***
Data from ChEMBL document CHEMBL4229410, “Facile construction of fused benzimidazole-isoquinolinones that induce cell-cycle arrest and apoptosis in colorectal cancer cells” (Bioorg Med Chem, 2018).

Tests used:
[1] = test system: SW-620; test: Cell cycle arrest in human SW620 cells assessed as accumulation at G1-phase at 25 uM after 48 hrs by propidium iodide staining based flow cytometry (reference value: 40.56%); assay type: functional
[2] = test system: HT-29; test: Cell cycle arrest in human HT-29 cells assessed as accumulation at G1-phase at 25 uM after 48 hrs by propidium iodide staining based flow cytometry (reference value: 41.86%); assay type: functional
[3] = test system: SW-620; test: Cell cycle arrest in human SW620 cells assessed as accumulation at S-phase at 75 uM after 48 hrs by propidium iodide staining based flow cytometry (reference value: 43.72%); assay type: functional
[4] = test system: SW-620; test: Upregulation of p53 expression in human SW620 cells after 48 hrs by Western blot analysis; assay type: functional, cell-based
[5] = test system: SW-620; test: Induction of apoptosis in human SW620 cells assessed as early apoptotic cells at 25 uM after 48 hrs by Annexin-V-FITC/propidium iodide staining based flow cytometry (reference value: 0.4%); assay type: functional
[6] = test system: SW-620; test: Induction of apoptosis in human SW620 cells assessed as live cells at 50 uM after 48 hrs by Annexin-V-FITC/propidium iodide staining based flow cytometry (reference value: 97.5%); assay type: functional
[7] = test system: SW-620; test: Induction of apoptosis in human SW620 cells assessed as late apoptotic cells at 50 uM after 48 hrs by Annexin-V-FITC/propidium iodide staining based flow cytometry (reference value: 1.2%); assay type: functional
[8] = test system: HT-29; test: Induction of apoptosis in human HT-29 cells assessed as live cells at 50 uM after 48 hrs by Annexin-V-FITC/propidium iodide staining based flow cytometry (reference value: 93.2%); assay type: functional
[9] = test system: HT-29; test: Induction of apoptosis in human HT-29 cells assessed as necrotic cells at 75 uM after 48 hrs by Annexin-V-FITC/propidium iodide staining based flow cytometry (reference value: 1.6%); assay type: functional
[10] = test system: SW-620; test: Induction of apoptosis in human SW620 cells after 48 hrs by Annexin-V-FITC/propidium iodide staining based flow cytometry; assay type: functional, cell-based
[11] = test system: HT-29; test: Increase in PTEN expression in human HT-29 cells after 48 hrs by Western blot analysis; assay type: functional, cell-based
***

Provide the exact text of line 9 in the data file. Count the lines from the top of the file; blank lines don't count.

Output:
[7] = test system: SW-620; test: Induction of apoptosis in human SW620 cells assessed as late apoptotic cells at 50 uM after 48 hrs by Annexin-V-FITC/propidium iodide staining based flow cytometry (reference value: 1.2%); assay type: functional